The community wouldn’t let the shooting define them but they have embraced being a leader on how to prevent the next school shooting.
By Sky Lebron
The nearly two-decade interim between the Columbine and Parkland shootings brought much change in American society.
Unchanged, though, are the continuing deaths and trauma from school shootings.
The “MSD Strong” mantra sprung up after the Parkland shooting in 2018. It tied the community together, and spread a clear message — while damaged, survivors and kin will come back stronger.
In 1999, Columbine had a mantra of its own: ‘We are Columbine.’
As in Parkland, the saying was a glue at a time when everything seemed to fall apart.
“We had 145 staff members who really made a commitment to stay until the class of 2002 graduated,” former Columbine High School principal Frank DeAngelis said.
The aftermath of the shooting left the students and faculty without a school to attend. The entire facility was a crime scene. Bullets riddled walls and lockers. The sprinkler system in the cafeteria flooded the dining area with inches of water. Exploded pipe bombs left heavy damage.
Students and teachers spent the rest of the year at a nearby high school.
“Every staff member had a chance, if they decided to come back to Columbine, that the district would find a place for them to teach,” DeAngelis said.
Many stayed. DeAngelis said the faculty had a desire to stick together and make sure students were OK.
While he initially planned to stay until 2002, that plan quickly changed after a couple more promises.
“We just didn’t rebuild this community to where it needs to be (by 2002),” DeAngelis said. “I said, ‘I’m going to stay until every kid who was in the elementary school graduated.’”
He ended up staying until 2014, ending a 35-year career 15 years after the shooting.
Faith was also integral for the community.
Even if a specific church didn’t have shooting victims, many had student survivors in their youth groups or teachers and faculty in their congregation.
Larry Renoe is the lead pastor of Waterstone Community Church in Littleton. He had close to 40 Columbine students in his youth group.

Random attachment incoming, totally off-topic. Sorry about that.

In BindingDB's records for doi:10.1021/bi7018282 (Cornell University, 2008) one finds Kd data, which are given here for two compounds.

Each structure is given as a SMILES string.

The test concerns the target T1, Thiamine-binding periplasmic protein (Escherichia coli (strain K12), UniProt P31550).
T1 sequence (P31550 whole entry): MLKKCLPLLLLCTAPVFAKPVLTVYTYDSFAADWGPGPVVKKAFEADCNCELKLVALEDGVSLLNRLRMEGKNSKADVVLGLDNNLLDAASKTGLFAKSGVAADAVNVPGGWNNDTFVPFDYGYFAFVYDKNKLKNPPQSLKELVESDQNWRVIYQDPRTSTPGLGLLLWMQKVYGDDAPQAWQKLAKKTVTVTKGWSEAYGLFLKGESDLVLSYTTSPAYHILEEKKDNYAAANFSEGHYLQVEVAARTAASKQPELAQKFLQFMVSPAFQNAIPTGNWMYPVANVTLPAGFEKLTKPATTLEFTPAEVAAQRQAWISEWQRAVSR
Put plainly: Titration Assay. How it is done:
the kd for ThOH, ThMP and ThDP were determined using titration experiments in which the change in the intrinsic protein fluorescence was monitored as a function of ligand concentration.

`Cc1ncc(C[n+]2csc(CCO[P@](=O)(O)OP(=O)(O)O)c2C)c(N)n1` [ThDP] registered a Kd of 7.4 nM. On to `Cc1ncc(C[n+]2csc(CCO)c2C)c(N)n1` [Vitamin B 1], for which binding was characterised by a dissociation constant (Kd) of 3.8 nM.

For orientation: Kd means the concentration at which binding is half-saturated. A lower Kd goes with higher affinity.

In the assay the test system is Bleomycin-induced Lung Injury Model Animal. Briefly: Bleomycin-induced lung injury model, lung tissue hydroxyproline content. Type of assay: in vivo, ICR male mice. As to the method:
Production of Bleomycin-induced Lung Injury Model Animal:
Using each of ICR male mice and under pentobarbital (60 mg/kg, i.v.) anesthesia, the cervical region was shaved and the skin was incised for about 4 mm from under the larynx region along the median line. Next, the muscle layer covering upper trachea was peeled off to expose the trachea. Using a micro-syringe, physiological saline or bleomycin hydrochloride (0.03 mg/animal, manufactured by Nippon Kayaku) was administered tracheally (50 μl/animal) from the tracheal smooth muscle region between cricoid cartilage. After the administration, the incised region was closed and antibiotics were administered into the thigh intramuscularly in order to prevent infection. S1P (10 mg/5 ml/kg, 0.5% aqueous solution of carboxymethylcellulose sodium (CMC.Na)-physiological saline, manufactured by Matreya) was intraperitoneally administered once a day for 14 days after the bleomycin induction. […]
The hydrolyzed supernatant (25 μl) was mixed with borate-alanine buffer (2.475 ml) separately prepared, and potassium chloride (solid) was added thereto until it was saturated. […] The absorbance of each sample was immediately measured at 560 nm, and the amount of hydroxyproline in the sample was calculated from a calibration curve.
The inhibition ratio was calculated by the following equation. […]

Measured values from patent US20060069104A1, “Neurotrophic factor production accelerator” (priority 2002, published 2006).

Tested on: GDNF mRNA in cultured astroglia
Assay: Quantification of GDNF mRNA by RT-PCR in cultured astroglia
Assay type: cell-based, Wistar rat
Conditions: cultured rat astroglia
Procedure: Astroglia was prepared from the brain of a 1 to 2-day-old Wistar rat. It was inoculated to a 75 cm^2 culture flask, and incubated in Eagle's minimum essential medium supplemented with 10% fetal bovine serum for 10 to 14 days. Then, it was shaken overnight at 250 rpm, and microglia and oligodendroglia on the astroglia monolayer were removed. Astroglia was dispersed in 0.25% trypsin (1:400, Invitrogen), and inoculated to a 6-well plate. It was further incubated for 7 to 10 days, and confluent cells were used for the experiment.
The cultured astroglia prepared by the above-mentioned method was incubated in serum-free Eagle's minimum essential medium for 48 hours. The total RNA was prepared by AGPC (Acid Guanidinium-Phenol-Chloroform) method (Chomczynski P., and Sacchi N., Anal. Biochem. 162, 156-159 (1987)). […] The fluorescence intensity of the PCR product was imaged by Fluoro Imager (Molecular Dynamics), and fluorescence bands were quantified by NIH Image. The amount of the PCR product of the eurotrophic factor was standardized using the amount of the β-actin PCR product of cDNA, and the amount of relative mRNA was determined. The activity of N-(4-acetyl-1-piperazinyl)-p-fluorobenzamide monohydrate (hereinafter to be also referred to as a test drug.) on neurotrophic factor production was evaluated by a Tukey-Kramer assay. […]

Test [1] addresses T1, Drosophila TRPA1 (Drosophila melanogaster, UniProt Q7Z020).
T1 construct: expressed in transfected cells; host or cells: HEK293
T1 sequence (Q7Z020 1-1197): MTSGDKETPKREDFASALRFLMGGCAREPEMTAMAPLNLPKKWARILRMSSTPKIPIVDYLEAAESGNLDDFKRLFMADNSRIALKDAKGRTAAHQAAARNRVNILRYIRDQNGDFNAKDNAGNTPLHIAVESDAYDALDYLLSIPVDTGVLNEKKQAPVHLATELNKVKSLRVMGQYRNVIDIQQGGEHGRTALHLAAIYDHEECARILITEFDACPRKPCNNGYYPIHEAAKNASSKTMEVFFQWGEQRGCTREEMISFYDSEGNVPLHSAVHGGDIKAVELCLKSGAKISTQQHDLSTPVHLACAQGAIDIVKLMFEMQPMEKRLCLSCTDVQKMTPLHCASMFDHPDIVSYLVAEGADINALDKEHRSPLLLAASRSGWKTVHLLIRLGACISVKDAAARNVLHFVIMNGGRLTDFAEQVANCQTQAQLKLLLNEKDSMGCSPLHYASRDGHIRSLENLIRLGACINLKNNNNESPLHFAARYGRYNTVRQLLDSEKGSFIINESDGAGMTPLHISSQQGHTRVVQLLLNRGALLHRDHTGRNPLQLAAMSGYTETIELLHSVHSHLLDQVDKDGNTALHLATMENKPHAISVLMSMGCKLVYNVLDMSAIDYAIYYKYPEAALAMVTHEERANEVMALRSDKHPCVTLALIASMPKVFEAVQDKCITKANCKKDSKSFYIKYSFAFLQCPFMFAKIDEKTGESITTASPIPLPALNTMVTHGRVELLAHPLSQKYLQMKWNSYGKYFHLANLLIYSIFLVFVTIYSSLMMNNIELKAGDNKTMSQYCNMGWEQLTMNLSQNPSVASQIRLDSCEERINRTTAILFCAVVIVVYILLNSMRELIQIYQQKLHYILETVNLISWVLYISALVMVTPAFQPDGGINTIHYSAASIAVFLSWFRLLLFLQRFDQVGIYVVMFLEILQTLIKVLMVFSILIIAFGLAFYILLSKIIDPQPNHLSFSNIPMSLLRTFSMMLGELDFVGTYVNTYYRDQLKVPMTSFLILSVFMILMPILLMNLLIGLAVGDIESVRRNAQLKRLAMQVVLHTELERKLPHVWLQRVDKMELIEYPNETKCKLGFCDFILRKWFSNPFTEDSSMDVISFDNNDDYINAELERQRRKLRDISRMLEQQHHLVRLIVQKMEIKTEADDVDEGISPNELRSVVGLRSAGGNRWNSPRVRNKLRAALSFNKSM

“Twenty years ago, we weren’t nearly — it seems — as informed as we are about trauma, especially for children,” Renoe said. “Initially much of what they needed was to talk to someone about the trauma and the effects of what they’d been through. And then, as well, just being together.”
The year before the shooting, the pastors created a group in which they would meet and talk about the community. At the time of the shooting, there were more than 50 pastors in the group.
The union made for easy networking and mobilization in the time of crisis.
“No one ever thought this would happen in Littleton,” Renoe said. “But the people that were in the places to help were extremely competent and did an amazing job.”
Danielle Reaves, an executive pastor at Waterstone, was pregnant at the time of the shooting. Her husband was the youth pastor.
She gave birth exactly one week after the tragedy. When she was in labor, the doctor asked if she was OK with students staying in the room.
“There was death all-around them and everything was so dark,” Reaves said. “To see the contrast of new life and new birth, it was transformational for them.”
Reaves still talks to former students and lives across the street from two of them.
“I do think a lot of people wrestled with faith,” Reaves said. “I think some, it’s drawn them closer to their faith. I think others, it’s drawn them further apart.”
The wheels of government turn slowly and often court controversy. Denver-area school officials aren’t waiting around to see what politicians will do.
They’re training to improve their response for future potential shootings.
Northwest of Denver, the Frank DeAngelis Center for Community Safety — named after the former Columbine principal — trains law enforcement for active shooter situations in schools.
“You remember who you’re fighting for and who you’re training for,” said John McDonald, Executive Director for the Department of School Safety in Jefferson County Schools. “You’re training for 86,000 kids in our school district, 86,000 in our state.”
In 2018, the center trained more than 6,500 members of law enforcement, from organizations ranging from local sheriff’s offices to the FBI and U.S. Marshals.
The training continuously improves, too, and the scenarios become all too realistic. New rooms fill with smoke. Smells of gunfire and blood fill the area. Noise machines simulate gun sounds, frightened children and sirens.
The center gives the state a resource to prepare and maybe even prevent another tragedy.
“There’s a lot of frustration when I look around the country and I see school districts that aren’t taking it serious,” McDonald said. “They have that mindset ‘It can’t happen here.’ You don’t get to have that mindset in 2019.”
Up next: U.S. Policy Changes »